Phoenix Group

Evolutionary Ecology & Genetics

Massey
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Internships with the Phoenix group

Kao Akiyama - 2017

I am studying evolutionary biology as a Masters student at Tohoku University in Japan. The system I am exploring using phylogenetic and other methods are land snails of Ogasawara (Bonin) Islands. These volcanic islands are geologically old (~45 million years), but physically isolated in the Pacific Ocean and have never been connected to the main island. This means they have a distinctive biota with relatively low diversity but high endemism with many unusal features. I am also developing a phylogenetic hypothesis for the molluscan family Succinedae in Japan. In New Zealand I am examining spatial biodiveristy of endemci microsnails and using morphological and genetic data to better understand the history of the many tiny snail lineages.

Graduate School of Life Sciences
Tohoky University
Japan


Antero Prieto - 2017

As a PhD student at the University of Vigo, Spain, I had the opportunity to complete a four month internship in New Zealand.  The research for my PhD thesis on how phytoplankton and heterotrophic bacteria influence marine microbial communities links with a wish to study microbial communities using DNA sequences. So at Massey University I used a large data set of GNS short-read DNA sequences from a lake sample (Lake Namunamu) to assemble the entire genome of a new Geothrix species.

Department of Animal Ecology and Biology
University of Vigo
Spain


Julien Gaspar - 2016

I have been studying for Master 1 in Biology of Organisms and Ecology, and have previously qualified with Bachelor in Biology and High School Diploma majoring in maths and science. My developing interests are in evolutionary ecology and I am keen to use modern tools to make a difference for biodiversity and the environment. With the Phoenix group I studied population genetics of brush tailed possums that are a mammal pest in New Zealand, introduced from Australia. We used microsatellite, mitochondrial and NGS genomic data to build a better picture of the origins and structure of introduced populations. A primary objective is to examine adaptive response to the use in New Zealand of 1080 poison, which is a synthetic analogue of toxic compounds produced naturally by many plants in Australia.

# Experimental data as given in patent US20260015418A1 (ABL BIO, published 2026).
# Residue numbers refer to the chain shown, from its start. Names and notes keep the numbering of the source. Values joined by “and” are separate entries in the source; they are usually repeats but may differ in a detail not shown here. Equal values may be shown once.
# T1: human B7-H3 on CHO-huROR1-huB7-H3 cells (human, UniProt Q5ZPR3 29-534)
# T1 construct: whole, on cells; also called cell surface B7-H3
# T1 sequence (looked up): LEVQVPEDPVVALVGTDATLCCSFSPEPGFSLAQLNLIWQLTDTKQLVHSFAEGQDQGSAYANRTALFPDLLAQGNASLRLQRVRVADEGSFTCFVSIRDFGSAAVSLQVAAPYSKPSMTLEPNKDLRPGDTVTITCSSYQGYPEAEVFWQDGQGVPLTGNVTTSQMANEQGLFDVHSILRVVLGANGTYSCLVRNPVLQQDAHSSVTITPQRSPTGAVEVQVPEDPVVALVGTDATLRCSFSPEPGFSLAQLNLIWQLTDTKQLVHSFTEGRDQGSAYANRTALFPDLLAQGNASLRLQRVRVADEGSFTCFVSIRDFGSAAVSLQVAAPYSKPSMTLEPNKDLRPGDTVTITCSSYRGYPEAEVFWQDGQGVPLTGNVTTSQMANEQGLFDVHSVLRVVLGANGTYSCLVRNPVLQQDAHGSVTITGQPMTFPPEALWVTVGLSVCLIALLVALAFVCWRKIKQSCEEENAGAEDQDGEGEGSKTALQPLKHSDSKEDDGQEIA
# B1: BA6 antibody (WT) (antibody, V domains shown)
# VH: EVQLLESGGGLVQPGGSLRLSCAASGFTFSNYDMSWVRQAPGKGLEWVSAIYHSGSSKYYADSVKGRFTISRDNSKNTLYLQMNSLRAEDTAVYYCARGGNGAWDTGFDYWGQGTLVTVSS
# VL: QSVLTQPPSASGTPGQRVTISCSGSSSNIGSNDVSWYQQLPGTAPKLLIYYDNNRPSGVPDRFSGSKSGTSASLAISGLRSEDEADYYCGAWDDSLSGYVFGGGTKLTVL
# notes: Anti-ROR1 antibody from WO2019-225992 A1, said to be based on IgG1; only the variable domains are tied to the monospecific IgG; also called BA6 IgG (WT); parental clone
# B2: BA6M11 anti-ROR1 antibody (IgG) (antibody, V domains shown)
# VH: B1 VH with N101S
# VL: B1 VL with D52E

Département de Biologie
Université de Namur
Belgium


Mathieu Quenu - 2016

I come from France, where I’m studying evolutionary biology at the University of Lille 1. I started to study biology in 2011, and I quickly developed an interest in all topics related to evolution. I started my Masters degree in 2014, just after completing a Batchelor of Science degree. In 2015, I went to Scotland to work in the Plant Evolution lab of the University of Stirling, where I studied Mimulus peregrinus. This is an interesting recent polyploid species which emerged from multiple speciation origins. In 2016 I am coming to New Zealand to work on a project to examine the effects of the hybridisation between native grey ducks and introduced mallards. I'll be examing mate choice, fitness and analysing their "hybrid" feather louse communities.

Université de Lille
Université des Sciences et Techonoligies de Lille
France




Marin Conrady - 2015

I studied Bioinformatics at Institut Universitaire de Technologie in Aurillac, France. As part of this course I took an internship in New Zealand to apply and develop my computer skills. I explored the data content from Next Generation sequencing of whole genomic DNA from Australian possums (Trichosurus vulpecula). The study included samples from native populations in Autralia and from the introduced population in New Zealand. In addition to a large phylogenetic data set I explored the data for candidate genes associated with resistance to the toxin called 1080 (Sodium fluroacetate) that is widely used to control this pest animal in New Zealand.

IUT Génie Biolgiue
Université d'Auvergne
Aurillac, France


Alejandra Oyandede

My main area of interest is freshwater bodiversity conservation. I did my PhD research on macroinvertebrates in Chilean rivers, studying some aspects of the life history of species at high extinction risk. I am also very interested in investigating the environmental factors that have structured populations of insects, crustaceans and snails in Patagonia, and I have focused on studying community, biogeographic and phylogeographic issues.

The questions that fascinate me most in recent times relate to the influence of Pleistocene glaciations on fluvial invertebrate species. I am therefore starting phylogeographic studies of some species distributed in Chilean Patagonia: The crab Aegla alacalufi (Crustacea, Decapoda) and the “stonefly” Klapopteryx kuscheli (Plecoptera, Austroperlidae). In order to get the best data from my extensive sampling we have been sequencing the entire mitochondrial genome of Klapotyeryx using Next Generation Sequencing.

lBiólogo
Estudiante Doctorado Ciencias Ambientales-Sistemas Acuáticos Continentales
Centro EULA-Chile
Universidad de Concepción

Alejandra